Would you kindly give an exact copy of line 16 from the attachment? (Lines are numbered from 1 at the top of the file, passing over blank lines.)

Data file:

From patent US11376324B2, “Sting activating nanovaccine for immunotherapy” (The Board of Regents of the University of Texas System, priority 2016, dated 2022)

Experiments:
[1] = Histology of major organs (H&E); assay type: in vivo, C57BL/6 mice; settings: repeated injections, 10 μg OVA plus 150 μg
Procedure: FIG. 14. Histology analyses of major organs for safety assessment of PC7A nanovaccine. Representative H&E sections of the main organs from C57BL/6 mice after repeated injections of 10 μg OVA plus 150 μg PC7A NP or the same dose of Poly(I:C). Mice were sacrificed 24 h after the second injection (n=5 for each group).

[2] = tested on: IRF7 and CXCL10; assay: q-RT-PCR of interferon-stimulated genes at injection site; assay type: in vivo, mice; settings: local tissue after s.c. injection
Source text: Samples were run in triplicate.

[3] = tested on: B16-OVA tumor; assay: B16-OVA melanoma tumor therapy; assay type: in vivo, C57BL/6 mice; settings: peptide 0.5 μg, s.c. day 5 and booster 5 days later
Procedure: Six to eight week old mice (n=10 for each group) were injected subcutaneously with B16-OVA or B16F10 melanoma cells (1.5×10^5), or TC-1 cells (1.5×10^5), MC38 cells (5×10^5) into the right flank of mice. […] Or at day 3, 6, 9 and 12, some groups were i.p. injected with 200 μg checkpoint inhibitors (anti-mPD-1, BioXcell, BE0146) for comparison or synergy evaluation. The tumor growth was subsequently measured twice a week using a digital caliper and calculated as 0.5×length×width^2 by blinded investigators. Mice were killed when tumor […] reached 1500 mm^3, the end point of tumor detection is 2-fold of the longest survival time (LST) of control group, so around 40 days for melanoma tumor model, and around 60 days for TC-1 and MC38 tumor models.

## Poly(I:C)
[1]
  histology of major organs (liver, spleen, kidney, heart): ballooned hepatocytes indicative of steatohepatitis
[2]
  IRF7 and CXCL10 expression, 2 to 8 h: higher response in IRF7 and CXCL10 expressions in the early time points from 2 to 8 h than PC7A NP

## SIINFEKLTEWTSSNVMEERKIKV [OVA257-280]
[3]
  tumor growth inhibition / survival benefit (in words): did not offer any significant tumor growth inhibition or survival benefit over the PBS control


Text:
  tumor growth inhibition / survival benefit (in words): did not offer any significant tumor growth inhibition or survival benefit over the PBS control